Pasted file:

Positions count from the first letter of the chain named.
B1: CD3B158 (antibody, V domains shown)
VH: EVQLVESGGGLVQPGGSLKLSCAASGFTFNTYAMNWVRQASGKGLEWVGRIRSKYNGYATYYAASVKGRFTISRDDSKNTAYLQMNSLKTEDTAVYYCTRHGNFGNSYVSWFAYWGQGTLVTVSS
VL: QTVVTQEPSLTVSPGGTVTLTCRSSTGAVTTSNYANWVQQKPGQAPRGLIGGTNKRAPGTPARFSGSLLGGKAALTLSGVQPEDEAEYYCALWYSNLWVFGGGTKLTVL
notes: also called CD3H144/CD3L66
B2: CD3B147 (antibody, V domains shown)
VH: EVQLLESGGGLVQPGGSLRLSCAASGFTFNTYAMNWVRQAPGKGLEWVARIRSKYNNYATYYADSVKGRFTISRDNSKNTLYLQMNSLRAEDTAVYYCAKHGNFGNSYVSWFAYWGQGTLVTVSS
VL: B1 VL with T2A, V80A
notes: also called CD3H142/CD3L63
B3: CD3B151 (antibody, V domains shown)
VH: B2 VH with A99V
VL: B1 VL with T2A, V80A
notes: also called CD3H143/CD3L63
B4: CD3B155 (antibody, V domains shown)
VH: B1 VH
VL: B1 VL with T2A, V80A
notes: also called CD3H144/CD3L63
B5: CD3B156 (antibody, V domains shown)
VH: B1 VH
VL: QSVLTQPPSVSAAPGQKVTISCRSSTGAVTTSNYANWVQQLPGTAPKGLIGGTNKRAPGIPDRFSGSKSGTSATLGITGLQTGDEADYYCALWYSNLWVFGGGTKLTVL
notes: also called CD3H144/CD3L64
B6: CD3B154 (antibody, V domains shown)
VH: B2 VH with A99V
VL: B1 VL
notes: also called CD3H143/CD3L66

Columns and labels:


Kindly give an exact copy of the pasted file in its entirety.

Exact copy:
Positions count from the first letter of the chain named.
B1: CD3B158 (antibody, V domains shown)
VH: EVQLVESGGGLVQPGGSLKLSCAASGFTFNTYAMNWVRQASGKGLEWVGRIRSKYNGYATYYAASVKGRFTISRDDSKNTAYLQMNSLKTEDTAVYYCTRHGNFGNSYVSWFAYWGQGTLVTVSS
VL: QTVVTQEPSLTVSPGGTVTLTCRSSTGAVTTSNYANWVQQKPGQAPRGLIGGTNKRAPGTPARFSGSLLGGKAALTLSGVQPEDEAEYYCALWYSNLWVFGGGTKLTVL
notes: also called CD3H144/CD3L66
B2: CD3B147 (antibody, V domains shown)
VH: EVQLLESGGGLVQPGGSLRLSCAASGFTFNTYAMNWVRQAPGKGLEWVARIRSKYNNYATYYADSVKGRFTISRDNSKNTLYLQMNSLRAEDTAVYYCAKHGNFGNSYVSWFAYWGQGTLVTVSS
VL: B1 VL with T2A, V80A
notes: also called CD3H142/CD3L63
B3: CD3B151 (antibody, V domains shown)
VH: B2 VH with A99V
VL: B1 VL with T2A, V80A
notes: also called CD3H143/CD3L63
B4: CD3B155 (antibody, V domains shown)
VH: B1 VH
VL: B1 VL with T2A, V80A
notes: also called CD3H144/CD3L63
B5: CD3B156 (antibody, V domains shown)
VH: B1 VH
VL: QSVLTQPPSVSAAPGQKVTISCRSSTGAVTTSNYANWVQQLPGTAPKGLIGGTNKRAPGIPDRFSGSKSGTSATLGITGLQTGDEADYYCALWYSNLWVFGGGTKLTVL
notes: also called CD3H144/CD3L64
B6: CD3B154 (antibody, V domains shown)
VH: B2 VH with A99V
VL: B1 VL
notes: also called CD3H143/CD3L66

Columns and labels: